families were ordered to bury their dead in their own plots, not the church burial ground; he also suspended church services, to avoid

parishioners being crammed into church pews, allowing only open-air gatherings where social distancing could be observed; because the village was not self-sufficient they relied on donations of food supplied by those who lived outside Eyam. Arrangements were therefore made for food to be left at the parish stone that marked the entrance to the village where the villagers, in turn, would leave money in a water trough that Mompesson ordered to be filled with vinegar to sterilise the coins.

The Boundary Stone and trough can still be seen.

resident was allowed to pass it. Signs were erected along the line to warn travellers not to enter

Cordon Sanitaire or

quarantine was established. This line went around the outskirts of the village and no Eyam

and during the time of the quarantine there were almost no attempts to cross the line, even at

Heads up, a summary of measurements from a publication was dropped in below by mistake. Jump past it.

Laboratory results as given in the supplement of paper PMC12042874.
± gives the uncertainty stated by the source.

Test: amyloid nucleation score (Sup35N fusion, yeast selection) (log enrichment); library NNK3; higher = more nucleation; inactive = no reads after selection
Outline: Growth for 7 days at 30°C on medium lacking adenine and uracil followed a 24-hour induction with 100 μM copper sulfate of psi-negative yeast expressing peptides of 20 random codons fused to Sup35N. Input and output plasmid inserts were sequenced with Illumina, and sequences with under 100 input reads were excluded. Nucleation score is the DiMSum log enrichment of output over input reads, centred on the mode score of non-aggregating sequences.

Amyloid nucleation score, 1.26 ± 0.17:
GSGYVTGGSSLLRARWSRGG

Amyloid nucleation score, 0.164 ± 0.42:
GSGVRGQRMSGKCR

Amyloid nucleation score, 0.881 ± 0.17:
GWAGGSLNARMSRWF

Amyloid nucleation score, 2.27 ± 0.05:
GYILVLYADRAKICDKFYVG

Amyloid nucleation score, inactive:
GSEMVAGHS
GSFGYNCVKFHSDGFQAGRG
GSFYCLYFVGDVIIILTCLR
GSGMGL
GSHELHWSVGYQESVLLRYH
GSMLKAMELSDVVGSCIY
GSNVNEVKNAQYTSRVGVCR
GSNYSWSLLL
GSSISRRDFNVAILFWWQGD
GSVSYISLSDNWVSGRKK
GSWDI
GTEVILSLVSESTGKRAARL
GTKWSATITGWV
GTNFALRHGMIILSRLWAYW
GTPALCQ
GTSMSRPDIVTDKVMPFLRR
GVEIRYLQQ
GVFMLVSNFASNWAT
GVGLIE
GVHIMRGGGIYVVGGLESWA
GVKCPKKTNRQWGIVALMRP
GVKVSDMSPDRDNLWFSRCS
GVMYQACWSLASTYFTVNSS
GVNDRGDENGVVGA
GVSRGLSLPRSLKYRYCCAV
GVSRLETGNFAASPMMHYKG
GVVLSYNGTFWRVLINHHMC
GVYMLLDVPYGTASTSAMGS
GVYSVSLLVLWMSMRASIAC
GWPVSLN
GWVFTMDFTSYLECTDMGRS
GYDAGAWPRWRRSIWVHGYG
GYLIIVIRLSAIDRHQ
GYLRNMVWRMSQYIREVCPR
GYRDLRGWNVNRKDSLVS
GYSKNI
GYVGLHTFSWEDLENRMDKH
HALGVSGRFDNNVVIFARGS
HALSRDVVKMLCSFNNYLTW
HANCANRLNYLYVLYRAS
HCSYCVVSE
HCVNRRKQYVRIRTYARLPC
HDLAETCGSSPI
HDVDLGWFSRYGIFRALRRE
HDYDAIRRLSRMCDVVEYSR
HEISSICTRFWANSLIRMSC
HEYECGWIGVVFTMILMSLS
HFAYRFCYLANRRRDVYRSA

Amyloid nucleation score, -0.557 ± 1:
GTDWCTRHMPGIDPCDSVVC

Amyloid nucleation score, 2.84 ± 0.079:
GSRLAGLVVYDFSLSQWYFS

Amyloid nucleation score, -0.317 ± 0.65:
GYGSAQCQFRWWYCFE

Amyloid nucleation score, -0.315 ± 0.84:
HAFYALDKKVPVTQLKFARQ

the peak of the disease in the summer of 1666;

Each year, on the last Sunday of August, a ceremony is held in Eyam to remember the victims of

the plague. The cottages where whole families perished are still there, many with heart-

wrenching plaques documenting the domestic tragedies which took place within their walls:

For some families there is not even a plaque. Such is the case with

Elizabeth Hancock - an Eyam

plague survivor  who afterwards told

the story of how she buried six of her children and her

husband one after another in a period of just 8 days. She had to drag their bodies across the

fields and bury them while people from the nearby villages stood on the hills and just watched,

being too scared to help.

The story of Eyam resonates with the whole world today in a way that I never imagined possible

when I last visited Eyam. I also remember first going there as a schoolboy, on a school visit over